Scars are almost always a fact of life. From surgeries, to accidents, to conditions like endometriosis, or certain STI’s, almost everybody has one. What doesn’t have to be a fact of life are the muscle, nerve and skin restrictions and overactivity that they can cause. By releasing scar tissue in physical therapy, it has been shown that the surrounding restrictions also decrease their resistance and adherence to the deeper tissues and surrounding organs.
Once we determine the cause of our patient’s pelvic floor dysfunction, we design a plan tailored to the patient’s needs. At Beyond Basics, we have a diverse crew of physical therapists who bring their own training and background into each treatment. What is really beautiful about that, is that all teach and help each other grow as practitioners. It will be difficult to go over every single type of treatment in one blog post, but we will review some of the main staples of pelvic floor rehab.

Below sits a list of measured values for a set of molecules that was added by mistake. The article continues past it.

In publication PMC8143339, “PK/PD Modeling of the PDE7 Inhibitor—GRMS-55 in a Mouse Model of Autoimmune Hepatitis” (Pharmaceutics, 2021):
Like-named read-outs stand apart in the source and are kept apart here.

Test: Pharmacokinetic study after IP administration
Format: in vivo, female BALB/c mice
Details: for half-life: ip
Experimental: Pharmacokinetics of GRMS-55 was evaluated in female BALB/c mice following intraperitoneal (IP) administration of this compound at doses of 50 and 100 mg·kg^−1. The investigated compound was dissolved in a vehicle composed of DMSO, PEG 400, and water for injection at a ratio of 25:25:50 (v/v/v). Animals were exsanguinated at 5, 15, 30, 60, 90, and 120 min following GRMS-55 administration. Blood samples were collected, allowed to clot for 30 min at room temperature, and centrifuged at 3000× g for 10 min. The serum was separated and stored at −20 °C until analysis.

Cleveland Clinic’s Ob/Gyn & Women’s Health Institute is committed to providing world-class care for women of all ages. We offer women's health services, obstetrics and gynecology throughout Northeast Ohio and beyond. Whether patients are referred to us or already have a Cleveland Clinic ob/gyn, we work closely with them to offer treatment recommendations and follow-up care to help you receive the best outcome.
I am 61 and was diagnosed last year with pelvic floor tension after months of pain. Let me first recommend an article from prevention magazine 2014 titled “why it hurts down there”. I am healthy, thin, on no medications, I walk 2miles and do lots of gardening. I went to my gynecologist (male) and he prescribed an antibiotic for a urinary tract infection, which upon culture I did not have, but he never told me that. The pain never went away. He prescribed a 2nd round of antibiotic, the pain never went away. He sent me to a urologist( a female) who Did a pelvic exam and diagnosed PFT. She sent me to specialty physical therapy and 4 sessions later I was pain free.
Stephanie Prendergast, a pelvic floor physical therapist who is a co-founder and LA’s clinical director of the Pelvic Health & Rehabilitation Center, says that while information on pelvic floor issues isn’t always easily accessible, doctors can spend some time online looking at medical journals and learning about different disorders so they can better treat their patients.